January 16, 2014

BRAD SCHLESINGER: How The Drug War Disappeared The Jury Trial.

The criminal jury trial is a vital check against prosecutorial excesses, police misconduct, and arbitrary state power. But over the last three decades, criminal justice policy has transferred enormous amounts of power to prosecutors and away from juries and judges. Judges once had wide discretion in weighing the facts and circumstances of each case prior to sentencing. Mandatory sentencing laws give control of sentencing proceedings to prosecutors instead, leading one federal judge to describe the process of sentencing someone to years in prison as having “all the solemnity of a driver’s license renewal and [taking] a small fraction of the time.”

For example, when United States Army veteran Ronald Thompson fired two warning shots into the ground, he intended to scare off his friend’s grandson, who was attempting to enter her home after she denied him entry. He never imagined his actions would leave him facing decades in prison.

He was charged “with four counts of aggravated assault with a firearm” under Florida’s 10-20-Life mandatory minimum gun law. Prosecutors used the minimum twenty years in prison he faced to try to avoid a trial by asking him to accept three years in prison. While the deal remained on the table throughout the trial, he was ultimately convicted and sentenced to twenty years in prison.

Ronald Thompson’s case, and so many others, reveals that prosecutors don’t think that twenty-year sentences for shooting into the ground constitute justice. Why else would the plea bargain stay on the table.

The case is an example of the trial penalty in action. Utilized by prosecutors to scare accused citizens into pleading guilty, the trial penalty threatens severe sentencing outcomes if found guilty at trial compared to the plea. And the the last thirty plus years have shown that it works. . . . The prosecutor alone chooses whether to charge the accused, which charges to file, whether to drop charges, and whether or not a plea on lesser charges will be offered, outside of any judicial oversight. These unilateral discretionary decisions “often predetermine the outcome of a case since the sentencing judge has little, if any, discretion in determining the length, nature, and severity of the sentence.” This results in radically different sentencing outcomes between the sentence a defendant receives who loses at trial compared to one who pleads guilty.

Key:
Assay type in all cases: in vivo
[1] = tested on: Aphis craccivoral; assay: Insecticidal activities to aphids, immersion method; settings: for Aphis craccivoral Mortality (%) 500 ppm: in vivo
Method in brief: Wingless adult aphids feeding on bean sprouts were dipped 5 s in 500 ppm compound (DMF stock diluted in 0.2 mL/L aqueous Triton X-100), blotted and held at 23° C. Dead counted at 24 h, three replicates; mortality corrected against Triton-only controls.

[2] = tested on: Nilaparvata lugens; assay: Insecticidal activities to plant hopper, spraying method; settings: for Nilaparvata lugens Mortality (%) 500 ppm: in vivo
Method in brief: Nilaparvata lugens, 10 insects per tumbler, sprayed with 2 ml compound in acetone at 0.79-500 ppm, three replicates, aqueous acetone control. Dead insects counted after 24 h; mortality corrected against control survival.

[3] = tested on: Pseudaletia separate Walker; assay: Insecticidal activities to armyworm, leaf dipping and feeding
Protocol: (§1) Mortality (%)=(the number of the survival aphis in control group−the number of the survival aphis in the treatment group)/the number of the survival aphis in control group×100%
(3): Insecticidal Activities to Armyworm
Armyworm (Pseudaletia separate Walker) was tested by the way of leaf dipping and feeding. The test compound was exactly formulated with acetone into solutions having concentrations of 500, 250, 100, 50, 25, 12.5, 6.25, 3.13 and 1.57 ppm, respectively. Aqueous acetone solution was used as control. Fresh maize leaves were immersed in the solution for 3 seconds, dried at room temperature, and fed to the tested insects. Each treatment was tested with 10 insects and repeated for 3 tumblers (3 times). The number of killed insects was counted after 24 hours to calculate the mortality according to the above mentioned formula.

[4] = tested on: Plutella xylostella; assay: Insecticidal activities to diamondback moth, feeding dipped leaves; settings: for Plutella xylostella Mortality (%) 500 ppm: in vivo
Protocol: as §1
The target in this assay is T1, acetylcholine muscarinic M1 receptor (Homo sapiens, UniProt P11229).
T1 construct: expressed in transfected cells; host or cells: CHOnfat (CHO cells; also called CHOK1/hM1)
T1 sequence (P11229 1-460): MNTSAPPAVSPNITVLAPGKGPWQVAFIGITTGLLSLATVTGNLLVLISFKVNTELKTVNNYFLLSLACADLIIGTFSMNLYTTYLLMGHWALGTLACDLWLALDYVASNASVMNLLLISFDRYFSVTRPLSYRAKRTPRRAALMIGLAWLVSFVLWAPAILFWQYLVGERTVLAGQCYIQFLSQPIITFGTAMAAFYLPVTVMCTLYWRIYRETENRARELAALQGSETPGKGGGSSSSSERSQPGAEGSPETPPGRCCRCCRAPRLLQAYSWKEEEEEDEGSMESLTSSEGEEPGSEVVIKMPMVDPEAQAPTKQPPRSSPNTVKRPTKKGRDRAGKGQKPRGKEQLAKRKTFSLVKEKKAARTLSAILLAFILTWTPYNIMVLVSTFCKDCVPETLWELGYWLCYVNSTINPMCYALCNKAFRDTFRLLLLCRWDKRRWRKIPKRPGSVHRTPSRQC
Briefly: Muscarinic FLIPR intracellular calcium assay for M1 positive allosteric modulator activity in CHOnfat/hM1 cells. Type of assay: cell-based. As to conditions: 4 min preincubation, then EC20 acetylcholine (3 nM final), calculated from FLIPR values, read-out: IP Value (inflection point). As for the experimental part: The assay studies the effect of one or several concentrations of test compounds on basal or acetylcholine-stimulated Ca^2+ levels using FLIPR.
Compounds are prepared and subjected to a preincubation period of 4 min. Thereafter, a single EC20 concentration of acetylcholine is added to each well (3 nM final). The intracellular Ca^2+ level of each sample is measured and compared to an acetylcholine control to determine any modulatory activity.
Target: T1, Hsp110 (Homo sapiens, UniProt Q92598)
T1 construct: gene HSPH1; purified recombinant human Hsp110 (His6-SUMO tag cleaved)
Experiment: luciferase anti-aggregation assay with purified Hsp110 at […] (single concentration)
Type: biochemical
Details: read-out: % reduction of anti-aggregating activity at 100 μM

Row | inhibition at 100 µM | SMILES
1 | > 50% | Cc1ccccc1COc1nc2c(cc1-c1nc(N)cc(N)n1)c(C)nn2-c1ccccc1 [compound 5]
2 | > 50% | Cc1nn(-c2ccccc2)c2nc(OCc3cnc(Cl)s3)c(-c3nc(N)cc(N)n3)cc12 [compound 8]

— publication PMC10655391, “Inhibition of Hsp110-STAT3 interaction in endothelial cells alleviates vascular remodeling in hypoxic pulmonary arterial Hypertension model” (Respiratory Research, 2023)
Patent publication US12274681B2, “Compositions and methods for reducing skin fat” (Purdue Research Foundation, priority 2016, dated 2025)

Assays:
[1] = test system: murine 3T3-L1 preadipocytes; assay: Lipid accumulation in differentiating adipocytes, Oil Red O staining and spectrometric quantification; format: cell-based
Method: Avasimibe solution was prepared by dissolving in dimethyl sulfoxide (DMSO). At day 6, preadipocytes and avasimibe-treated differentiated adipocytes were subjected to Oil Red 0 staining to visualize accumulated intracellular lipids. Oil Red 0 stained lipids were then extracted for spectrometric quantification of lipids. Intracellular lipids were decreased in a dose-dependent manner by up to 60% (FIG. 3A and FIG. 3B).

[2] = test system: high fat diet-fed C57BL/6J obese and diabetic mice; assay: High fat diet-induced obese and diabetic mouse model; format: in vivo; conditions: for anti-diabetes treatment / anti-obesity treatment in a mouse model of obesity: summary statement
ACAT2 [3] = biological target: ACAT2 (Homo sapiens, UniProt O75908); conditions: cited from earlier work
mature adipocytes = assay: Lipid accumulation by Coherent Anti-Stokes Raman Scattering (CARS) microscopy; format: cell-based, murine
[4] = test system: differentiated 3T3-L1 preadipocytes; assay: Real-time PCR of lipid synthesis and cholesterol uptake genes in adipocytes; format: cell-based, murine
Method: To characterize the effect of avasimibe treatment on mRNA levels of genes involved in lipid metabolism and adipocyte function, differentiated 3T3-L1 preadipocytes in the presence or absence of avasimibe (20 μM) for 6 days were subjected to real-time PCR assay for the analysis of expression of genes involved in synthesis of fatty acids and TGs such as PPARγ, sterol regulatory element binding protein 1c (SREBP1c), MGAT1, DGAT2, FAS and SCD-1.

These enormously different outcomes effectively coerce criminal defendants into pleading guilty. Mandatory minimum sentencing laws give prosecutors the leverage and superior bargaining position needed to coax accused citizens, many of whom are completely innocent, into surrendering a fundamental right for a perceived benefit – a significantly lesser sentence for forgoing a jury trial and pleading guilty.

I think that bullying people into foregoing a trial is a deprivation of constitutional rights. This is a topic I have addressed before.

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